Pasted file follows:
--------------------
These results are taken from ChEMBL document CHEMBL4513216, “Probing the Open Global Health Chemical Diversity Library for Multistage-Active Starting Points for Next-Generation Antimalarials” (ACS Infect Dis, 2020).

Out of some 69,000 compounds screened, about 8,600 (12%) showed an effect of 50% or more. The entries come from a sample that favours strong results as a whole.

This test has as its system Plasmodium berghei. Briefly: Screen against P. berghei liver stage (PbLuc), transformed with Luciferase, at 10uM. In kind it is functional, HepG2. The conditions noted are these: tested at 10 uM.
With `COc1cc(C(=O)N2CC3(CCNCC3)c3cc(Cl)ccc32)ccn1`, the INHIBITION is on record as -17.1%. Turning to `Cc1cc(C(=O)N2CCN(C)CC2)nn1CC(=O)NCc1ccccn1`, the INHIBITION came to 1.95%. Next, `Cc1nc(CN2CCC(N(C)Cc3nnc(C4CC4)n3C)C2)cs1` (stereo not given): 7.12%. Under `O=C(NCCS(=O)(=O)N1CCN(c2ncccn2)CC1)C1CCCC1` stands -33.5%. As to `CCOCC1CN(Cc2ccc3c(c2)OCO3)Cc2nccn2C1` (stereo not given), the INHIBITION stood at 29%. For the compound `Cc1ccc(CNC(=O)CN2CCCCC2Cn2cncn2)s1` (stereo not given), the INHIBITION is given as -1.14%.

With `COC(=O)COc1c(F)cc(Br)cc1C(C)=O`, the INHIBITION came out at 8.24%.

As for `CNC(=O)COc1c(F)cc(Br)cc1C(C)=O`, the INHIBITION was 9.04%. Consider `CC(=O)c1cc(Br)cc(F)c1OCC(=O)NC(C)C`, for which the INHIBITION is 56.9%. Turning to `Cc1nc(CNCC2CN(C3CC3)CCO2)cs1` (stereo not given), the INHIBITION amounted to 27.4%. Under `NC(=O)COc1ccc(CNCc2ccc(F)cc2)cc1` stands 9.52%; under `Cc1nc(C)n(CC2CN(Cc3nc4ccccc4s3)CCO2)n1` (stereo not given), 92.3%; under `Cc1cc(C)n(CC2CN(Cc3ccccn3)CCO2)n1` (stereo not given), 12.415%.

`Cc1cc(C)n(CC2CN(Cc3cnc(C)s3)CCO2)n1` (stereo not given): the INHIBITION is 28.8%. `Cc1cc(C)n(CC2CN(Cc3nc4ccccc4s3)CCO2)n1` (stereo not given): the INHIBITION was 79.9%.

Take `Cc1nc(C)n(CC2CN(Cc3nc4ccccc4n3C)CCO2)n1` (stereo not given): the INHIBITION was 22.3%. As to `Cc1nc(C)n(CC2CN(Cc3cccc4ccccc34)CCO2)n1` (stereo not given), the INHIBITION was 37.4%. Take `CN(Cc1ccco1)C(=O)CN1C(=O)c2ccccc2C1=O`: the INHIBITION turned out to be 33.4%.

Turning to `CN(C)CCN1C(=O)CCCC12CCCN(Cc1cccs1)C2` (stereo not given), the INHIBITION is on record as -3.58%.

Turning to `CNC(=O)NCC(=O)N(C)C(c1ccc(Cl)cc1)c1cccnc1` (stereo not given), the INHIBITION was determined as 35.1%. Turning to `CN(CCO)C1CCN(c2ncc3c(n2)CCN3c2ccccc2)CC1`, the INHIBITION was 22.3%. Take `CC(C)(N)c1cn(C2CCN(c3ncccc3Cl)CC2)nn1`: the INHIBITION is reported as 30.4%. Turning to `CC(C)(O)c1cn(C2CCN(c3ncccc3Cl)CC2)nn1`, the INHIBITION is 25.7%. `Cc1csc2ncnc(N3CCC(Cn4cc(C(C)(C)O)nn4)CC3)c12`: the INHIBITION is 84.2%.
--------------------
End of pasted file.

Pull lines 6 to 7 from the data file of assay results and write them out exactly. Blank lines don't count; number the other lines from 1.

As for `CNC(=O)COc1c(F)cc(Br)cc1C(C)=O`, the INHIBITION was 9.04%. Consider `CC(=O)c1cc(Br)cc(F)c1OCC(=O)NC(C)C`, for which the INHIBITION is 56.9%. Turning to `Cc1nc(CNCC2CN(C3CC3)CCO2)cs1` (stereo not given), the INHIBITION amounted to 27.4%. Under `NC(=O)COc1ccc(CNCc2ccc(F)cc2)cc1` stands 9.52%; under `Cc1nc(C)n(CC2CN(Cc3nc4ccccc4s3)CCO2)n1` (stereo not given), 92.3%; under `Cc1cc(C)n(CC2CN(Cc3ccccn3)CCO2)n1` (stereo not given), 12.415%.

`Cc1cc(C)n(CC2CN(Cc3cnc(C)s3)CCO2)n1` (stereo not given): the INHIBITION is 28.8%. `Cc1cc(C)n(CC2CN(Cc3nc4ccccc4s3)CCO2)n1` (stereo not given): the INHIBITION was 79.9%.